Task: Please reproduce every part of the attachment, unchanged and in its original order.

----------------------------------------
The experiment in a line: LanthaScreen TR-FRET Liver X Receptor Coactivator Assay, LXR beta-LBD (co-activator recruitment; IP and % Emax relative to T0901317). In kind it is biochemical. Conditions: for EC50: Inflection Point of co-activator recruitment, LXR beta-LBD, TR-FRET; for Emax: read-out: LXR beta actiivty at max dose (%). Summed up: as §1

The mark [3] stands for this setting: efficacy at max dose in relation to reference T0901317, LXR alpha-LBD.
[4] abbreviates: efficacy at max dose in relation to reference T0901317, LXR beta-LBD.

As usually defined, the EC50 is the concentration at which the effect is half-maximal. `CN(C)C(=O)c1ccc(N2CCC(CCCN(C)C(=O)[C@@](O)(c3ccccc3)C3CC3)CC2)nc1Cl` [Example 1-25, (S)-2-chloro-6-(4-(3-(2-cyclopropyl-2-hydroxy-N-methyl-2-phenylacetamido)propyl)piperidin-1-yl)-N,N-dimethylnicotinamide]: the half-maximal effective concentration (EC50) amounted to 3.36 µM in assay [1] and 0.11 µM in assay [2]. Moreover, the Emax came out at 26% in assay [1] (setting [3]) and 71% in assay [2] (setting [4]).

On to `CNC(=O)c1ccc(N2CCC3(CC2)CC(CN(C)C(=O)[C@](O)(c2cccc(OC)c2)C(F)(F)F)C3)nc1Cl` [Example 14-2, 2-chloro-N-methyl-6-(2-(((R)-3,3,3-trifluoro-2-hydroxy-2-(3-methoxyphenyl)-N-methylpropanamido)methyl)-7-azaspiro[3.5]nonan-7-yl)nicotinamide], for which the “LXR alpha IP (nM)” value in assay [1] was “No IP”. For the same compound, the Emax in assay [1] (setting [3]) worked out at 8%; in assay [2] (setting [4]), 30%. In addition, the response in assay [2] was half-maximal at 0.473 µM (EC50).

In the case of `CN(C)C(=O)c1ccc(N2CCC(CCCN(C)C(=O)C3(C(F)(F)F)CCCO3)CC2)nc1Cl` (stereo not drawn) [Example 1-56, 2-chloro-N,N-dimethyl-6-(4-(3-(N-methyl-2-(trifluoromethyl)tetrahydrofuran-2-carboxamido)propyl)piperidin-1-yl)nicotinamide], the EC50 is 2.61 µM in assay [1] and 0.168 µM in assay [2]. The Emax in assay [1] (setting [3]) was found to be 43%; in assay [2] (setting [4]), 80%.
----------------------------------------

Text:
The experiment in a line: LanthaScreen TR-FRET Liver X Receptor Coactivator Assay, LXR beta-LBD (co-activator recruitment; IP and % Emax relative to T0901317). In kind it is biochemical. Conditions: for EC50: Inflection Point of co-activator recruitment, LXR beta-LBD, TR-FRET; for Emax: read-out: LXR beta actiivty at max dose (%). Summed up: as §1

The mark [3] stands for this setting: efficacy at max dose in relation to reference T0901317, LXR alpha-LBD.
[4] abbreviates: efficacy at max dose in relation to reference T0901317, LXR beta-LBD.

As usually defined, the EC50 is the concentration at which the effect is half-maximal. `CN(C)C(=O)c1ccc(N2CCC(CCCN(C)C(=O)[C@@](O)(c3ccccc3)C3CC3)CC2)nc1Cl` [Example 1-25, (S)-2-chloro-6-(4-(3-(2-cyclopropyl-2-hydroxy-N-methyl-2-phenylacetamido)propyl)piperidin-1-yl)-N,N-dimethylnicotinamide]: the half-maximal effective concentration (EC50) amounted to 3.36 µM in assay [1] and 0.11 µM in assay [2]. Moreover, the Emax came out at 26% in assay [1] (setting [3]) and 71% in assay [2] (setting [4]).

On to `CNC(=O)c1ccc(N2CCC3(CC2)CC(CN(C)C(=O)[C@](O)(c2cccc(OC)c2)C(F)(F)F)C3)nc1Cl` [Example 14-2, 2-chloro-N-methyl-6-(2-(((R)-3,3,3-trifluoro-2-hydroxy-2-(3-methoxyphenyl)-N-methylpropanamido)methyl)-7-azaspiro[3.5]nonan-7-yl)nicotinamide], for which the “LXR alpha IP (nM)” value in assay [1] was “No IP”. For the same compound, the Emax in assay [1] (setting [3]) worked out at 8%; in assay [2] (setting [4]), 30%. In addition, the response in assay [2] was half-maximal at 0.473 µM (EC50).

In the case of `CN(C)C(=O)c1ccc(N2CCC(CCCN(C)C(=O)C3(C(F)(F)F)CCCO3)CC2)nc1Cl` (stereo not drawn) [Example 1-56, 2-chloro-N,N-dimethyl-6-(4-(3-(N-methyl-2-(trifluoromethyl)tetrahydrofuran-2-carboxamido)propyl)piperidin-1-yl)nicotinamide], the EC50 is 2.61 µM in assay [1] and 0.168 µM in assay [2]. The Emax in assay [1] (setting [3]) was found to be 43%; in assay [2] (setting [4]), 80%.